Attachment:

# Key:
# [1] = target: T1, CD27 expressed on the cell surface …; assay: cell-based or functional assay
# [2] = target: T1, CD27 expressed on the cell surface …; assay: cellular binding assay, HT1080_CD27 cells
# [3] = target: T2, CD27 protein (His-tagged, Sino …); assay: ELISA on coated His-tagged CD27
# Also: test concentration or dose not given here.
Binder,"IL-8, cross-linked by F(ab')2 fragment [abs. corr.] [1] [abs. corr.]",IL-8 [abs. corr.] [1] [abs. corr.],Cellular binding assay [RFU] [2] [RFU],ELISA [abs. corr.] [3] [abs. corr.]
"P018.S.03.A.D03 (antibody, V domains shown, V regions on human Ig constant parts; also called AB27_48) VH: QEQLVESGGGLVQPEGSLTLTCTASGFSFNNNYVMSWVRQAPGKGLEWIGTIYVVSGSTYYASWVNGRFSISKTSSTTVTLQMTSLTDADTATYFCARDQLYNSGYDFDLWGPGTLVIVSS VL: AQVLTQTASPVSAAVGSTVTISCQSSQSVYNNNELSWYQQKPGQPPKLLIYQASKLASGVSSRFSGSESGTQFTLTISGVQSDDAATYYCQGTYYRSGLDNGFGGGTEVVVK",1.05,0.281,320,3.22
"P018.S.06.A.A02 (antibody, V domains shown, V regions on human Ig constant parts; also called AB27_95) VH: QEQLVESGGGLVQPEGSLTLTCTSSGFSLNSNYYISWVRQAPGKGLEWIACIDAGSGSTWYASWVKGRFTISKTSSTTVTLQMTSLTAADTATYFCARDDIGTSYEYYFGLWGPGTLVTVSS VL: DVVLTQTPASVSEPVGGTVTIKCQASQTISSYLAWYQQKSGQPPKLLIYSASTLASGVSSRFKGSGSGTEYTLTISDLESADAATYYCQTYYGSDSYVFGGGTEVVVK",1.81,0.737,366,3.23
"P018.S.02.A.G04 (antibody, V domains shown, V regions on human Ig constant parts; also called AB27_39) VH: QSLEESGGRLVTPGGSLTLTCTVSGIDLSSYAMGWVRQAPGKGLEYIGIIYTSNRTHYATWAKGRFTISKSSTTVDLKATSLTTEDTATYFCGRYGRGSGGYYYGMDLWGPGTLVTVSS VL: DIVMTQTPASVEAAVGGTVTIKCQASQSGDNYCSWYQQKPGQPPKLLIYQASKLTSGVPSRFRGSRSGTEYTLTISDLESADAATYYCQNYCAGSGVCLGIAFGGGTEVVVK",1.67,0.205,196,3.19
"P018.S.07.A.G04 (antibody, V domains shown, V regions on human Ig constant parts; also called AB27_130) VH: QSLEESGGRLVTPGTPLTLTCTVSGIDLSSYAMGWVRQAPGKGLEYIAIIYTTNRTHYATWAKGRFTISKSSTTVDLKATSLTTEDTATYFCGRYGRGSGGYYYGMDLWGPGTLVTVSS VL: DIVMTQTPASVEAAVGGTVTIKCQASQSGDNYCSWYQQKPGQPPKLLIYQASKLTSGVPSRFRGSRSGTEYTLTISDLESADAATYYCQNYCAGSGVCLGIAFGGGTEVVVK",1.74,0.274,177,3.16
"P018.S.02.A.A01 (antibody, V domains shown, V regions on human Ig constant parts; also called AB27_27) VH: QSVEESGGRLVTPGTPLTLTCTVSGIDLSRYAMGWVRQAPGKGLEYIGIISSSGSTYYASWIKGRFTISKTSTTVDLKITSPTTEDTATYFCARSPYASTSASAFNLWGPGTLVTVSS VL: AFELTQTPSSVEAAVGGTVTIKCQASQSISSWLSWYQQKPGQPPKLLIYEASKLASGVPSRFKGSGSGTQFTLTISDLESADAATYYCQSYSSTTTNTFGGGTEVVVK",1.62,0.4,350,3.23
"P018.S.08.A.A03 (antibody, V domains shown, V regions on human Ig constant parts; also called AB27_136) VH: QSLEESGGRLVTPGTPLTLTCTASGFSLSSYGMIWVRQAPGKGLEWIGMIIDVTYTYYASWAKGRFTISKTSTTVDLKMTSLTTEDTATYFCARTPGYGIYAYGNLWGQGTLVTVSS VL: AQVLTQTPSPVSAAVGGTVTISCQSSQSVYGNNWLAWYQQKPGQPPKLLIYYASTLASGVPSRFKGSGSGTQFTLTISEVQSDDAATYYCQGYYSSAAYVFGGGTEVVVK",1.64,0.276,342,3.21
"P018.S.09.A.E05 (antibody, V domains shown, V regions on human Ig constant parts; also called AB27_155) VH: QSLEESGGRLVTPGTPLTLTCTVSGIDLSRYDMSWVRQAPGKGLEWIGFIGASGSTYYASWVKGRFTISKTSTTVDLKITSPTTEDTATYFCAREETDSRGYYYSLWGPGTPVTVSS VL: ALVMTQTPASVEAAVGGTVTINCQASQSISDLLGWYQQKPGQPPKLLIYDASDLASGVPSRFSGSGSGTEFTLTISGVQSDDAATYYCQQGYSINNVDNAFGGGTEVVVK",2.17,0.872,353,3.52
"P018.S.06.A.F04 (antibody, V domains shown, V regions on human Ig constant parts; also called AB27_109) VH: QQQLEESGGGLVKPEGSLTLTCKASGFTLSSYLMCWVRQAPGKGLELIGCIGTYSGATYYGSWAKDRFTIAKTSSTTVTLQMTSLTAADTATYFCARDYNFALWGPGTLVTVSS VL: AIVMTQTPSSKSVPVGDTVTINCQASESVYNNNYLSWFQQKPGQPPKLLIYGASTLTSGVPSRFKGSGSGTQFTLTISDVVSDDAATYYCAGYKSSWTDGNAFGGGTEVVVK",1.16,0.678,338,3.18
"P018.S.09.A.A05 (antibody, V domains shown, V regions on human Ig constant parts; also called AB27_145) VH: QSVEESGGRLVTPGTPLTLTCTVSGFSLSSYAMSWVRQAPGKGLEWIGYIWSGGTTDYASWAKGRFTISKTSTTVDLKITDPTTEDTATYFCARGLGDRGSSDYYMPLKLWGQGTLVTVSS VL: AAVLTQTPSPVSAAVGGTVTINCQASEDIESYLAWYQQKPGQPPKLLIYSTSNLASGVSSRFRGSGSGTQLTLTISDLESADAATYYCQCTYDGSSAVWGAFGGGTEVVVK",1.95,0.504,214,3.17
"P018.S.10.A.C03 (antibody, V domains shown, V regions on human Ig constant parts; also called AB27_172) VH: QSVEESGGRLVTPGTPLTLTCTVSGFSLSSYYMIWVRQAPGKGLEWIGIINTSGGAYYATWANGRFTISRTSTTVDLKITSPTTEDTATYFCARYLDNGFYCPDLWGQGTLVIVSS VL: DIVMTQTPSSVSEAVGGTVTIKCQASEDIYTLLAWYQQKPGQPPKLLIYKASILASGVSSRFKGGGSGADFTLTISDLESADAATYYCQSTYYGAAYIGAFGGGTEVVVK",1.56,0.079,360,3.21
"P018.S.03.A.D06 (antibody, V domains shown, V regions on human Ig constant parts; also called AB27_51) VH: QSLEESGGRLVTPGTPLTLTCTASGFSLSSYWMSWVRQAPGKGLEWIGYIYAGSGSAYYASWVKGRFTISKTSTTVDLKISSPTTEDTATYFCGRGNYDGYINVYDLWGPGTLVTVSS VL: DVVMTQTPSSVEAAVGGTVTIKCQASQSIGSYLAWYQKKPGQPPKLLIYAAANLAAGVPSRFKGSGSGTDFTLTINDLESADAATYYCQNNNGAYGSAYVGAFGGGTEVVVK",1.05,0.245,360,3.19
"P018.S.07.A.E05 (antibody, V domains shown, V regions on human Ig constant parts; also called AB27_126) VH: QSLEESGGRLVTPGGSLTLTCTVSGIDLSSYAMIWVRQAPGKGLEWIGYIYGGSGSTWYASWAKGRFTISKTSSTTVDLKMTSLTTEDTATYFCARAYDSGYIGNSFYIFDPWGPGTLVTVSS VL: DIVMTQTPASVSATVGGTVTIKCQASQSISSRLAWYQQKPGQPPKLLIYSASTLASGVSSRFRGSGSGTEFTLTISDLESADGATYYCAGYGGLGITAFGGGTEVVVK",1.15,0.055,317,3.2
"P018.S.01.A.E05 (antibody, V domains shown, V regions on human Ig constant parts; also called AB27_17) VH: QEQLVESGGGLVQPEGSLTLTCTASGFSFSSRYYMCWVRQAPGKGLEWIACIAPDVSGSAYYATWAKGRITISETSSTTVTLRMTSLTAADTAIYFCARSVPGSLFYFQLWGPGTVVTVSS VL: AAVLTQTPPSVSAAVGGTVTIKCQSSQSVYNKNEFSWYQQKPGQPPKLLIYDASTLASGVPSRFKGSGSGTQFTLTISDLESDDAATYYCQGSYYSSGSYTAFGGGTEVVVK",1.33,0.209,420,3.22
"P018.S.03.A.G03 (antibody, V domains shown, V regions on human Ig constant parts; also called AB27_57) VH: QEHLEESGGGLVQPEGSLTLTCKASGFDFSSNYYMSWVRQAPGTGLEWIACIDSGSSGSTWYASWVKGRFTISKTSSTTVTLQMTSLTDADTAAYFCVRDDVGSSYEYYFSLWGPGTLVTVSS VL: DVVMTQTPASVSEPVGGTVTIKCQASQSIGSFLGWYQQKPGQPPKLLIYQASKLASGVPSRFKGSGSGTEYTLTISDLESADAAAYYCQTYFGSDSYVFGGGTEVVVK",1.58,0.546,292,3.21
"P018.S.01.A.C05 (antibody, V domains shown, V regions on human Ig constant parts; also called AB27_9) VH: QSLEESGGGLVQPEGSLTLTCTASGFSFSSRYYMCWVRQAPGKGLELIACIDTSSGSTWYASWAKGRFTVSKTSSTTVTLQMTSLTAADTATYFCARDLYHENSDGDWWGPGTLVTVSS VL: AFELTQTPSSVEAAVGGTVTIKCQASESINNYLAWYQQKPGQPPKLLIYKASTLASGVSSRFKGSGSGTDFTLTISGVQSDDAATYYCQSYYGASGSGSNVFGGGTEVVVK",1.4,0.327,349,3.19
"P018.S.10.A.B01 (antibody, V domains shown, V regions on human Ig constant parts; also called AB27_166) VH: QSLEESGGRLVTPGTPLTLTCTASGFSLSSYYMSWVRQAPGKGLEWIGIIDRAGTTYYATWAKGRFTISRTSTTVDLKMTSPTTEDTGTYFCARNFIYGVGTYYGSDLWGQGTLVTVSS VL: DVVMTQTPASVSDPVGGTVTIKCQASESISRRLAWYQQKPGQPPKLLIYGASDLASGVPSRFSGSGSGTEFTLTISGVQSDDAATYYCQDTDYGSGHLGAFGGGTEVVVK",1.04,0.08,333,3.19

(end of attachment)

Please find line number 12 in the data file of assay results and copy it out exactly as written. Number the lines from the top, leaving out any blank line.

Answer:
"P018.S.08.A.A03 (antibody, V domains shown, V regions on human Ig constant parts; also called AB27_136) VH: QSLEESGGRLVTPGTPLTLTCTASGFSLSSYGMIWVRQAPGKGLEWIGMIIDVTYTYYASWAKGRFTISKTSTTVDLKMTSLTTEDTATYFCARTPGYGIYAYGNLWGQGTLVTVSS VL: AQVLTQTPSPVSAAVGGTVTISCQSSQSVYGNNWLAWYQQKPGQPPKLLIYYASTLASGVPSRFKGSGSGTQFTLTISEVQSDDAATYYCQGYYSSAAYVFGGGTEVVVK",1.64,0.276,342,3.21